Gay Marshall

April 16, 2018 | By | Add a Comment

Leonard Cohen wore many coats in addition to his famous “Famous Blue Raincoat”: he was a novelist, a poet, a musician, a songwriter, a singer, an actor, and for a time, a stand-up comedian. A native Canadian, he was best known in this country as a singer-songwriter, first introduced to me (and many others) by Judy Collins in a series of seminal recordings in the late sixties and early seventies. Singer Gay Marshall came to him rather late—within the last year, in fact. Having few pre-conceived notions about him, his style, or his voice, she was particularly fascinated by the stand-up comedy coat. That fascination informs her wonderfully successful tribute to him, Back on Boogie Street – Songs of Leonard Cohen, which opened recently at Pangea; it also separates and elevates it from similar endeavors. Humor shows up in surprising places throughout the well-chosen set of songs and poetry and lightens up material that might be (and has been) excessively dour in other hands.

I would normally describe Cohen songs as an acquired taste, but as both a singer and an actress, Marshall makes them completely accessible. Great intelligence, care, and thought have gone into this show, right down to her look. She cuts a memorable figure entering in a fedora and a smart suit, carrying a snifter of Grand Marnier. She displays her enthusiasm for his work not only in her irresistible performances of the songs, but in her informative patter and the poems she scatters throughout the evening, delivering them with the same passion and wit with which she sings the songs.

The title song, “Boogie Street” (Cohen, Sharon Robinson), is an infectiously inviting welcome to the show. “I’m Your Man” is performed with such spontaneity and life that the humor shoots to the top in ways even Cohen never achieved. “Famous Blue Raincoat” proves that the singer is not only able to inhabit the idiosyncratic characters of Cohen’s universe, but she can deepen the portraits and make them even more vivid. “Dress Rehearsal Rag” is an astonishing, lacerating dive into despair and suicidal thoughts. Marshall’s acting reaches a peak in this song that few cabaret shows attempt, much less achieve. The soothing warmth of “Sisters of Mercy” makes it a wise follow-on. In “Take This Waltz,” adapted from Lorca poems, she immerses herself in the surreal imagery with ecstatic abandon.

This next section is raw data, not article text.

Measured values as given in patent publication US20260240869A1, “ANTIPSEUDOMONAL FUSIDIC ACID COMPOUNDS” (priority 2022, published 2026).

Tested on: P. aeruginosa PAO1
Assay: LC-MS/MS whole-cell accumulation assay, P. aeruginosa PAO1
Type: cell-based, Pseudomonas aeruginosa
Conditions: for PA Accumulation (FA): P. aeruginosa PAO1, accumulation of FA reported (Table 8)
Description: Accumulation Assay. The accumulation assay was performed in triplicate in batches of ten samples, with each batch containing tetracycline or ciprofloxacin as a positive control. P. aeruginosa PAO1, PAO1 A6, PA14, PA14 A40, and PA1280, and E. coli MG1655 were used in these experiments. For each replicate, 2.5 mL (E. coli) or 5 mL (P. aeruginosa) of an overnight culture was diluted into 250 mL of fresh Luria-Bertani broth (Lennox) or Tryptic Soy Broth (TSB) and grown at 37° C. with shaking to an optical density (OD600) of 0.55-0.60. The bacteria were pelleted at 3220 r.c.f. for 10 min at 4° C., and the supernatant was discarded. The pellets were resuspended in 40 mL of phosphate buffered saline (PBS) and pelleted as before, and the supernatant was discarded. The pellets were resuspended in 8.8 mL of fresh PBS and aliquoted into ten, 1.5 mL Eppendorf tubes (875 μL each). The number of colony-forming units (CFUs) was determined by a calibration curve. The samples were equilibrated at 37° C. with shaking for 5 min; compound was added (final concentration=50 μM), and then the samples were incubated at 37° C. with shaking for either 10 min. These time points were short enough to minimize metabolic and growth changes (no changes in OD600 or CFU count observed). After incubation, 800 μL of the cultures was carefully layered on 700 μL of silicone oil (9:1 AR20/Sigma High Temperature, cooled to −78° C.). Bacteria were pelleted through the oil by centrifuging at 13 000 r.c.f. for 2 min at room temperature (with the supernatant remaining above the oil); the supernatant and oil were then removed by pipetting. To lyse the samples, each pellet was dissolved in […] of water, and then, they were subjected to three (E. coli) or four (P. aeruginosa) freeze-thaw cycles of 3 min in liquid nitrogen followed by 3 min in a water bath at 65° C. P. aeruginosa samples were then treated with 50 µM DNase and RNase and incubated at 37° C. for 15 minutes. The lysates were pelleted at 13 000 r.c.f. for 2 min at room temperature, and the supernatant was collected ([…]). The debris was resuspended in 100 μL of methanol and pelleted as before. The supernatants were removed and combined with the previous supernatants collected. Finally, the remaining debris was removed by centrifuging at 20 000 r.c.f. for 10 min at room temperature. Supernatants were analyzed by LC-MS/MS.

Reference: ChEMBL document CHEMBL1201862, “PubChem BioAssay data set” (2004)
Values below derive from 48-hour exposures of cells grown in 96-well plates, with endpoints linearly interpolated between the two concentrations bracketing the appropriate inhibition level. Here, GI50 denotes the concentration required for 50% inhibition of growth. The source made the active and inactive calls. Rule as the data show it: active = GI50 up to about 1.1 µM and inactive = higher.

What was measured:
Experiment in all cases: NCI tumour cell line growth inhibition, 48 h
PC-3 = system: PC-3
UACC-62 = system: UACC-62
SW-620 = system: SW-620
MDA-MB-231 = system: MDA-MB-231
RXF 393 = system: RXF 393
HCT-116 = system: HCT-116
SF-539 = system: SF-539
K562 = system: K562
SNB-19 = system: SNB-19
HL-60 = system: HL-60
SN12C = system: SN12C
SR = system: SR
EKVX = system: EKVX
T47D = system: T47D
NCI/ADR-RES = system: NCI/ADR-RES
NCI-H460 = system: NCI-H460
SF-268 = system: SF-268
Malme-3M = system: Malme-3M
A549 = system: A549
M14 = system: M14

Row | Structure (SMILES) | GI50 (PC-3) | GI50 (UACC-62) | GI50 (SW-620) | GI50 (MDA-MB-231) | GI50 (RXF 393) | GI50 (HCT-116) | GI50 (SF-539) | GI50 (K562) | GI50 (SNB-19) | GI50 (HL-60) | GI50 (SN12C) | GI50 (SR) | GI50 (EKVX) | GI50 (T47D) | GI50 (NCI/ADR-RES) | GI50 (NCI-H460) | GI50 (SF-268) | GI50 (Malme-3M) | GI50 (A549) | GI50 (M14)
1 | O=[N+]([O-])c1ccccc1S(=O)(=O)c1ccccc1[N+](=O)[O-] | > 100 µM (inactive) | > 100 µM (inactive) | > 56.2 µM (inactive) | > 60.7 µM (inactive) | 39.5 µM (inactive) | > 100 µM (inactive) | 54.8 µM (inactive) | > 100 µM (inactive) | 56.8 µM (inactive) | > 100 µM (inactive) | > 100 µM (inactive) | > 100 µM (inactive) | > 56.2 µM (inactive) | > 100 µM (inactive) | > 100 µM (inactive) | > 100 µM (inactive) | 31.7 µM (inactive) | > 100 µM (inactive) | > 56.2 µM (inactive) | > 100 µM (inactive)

“Anthem” is an electrifying clarion call for resistance. “Democracy” is given a gloss of the humor that fills the evening while remaining a biting indictment of the darker side of our country. “A Thousand Kisses Deep” (Cohen, Sharon Robinson) is a perfect closer for this extraordinary journey, and Marshall invests it with valedictory power while her burnished mezzo beautifully embraces the melody. Music director Ross Patterson on piano and Don Falzone on bass combine invention, power, and subtlety in perfect support of the vocals. I am not a betting man but if I were, I would lay down good money that a number of these interpretations will prove to be definitive.

Gay Marshall fills this remarkable show with beauty and ugliness, spirituality and earthiness, joy and pain, hope and despair—much like life…and much like the songs of Leonard Cohen.

Back on Boogie Street – Songs of Leonard Cohen
Pangea – April 5, 12, 19, 26

Category: Reviews

About the Author ()

Gerry Geddes has directed many cabaret artists, among them Darius de Haas, Andre de Shields, and Helen Baldassare. He's created several musical revues, including the Bistro- and MAC Award-winning "Monday in the Dark with George," and he has produced two Bistro Award-winning CDs. His most recent theatre credit is directing "Hamlet" at the ArcLight Theatre with Australian actor/writer Matthew Newton. He's taught vocal performance at The New School, NYU, and London's Goldsmith College, and conducted private workshops and master classes. As a writer and critic, he covered New York's theatre and cabaret scene for thirty years for various local publications, and for nearly ten years, he co-wrote a national entertainment column. His lyrics have been sung by several cabaret artists, and he's currently at work on a memoir of his life in the city.

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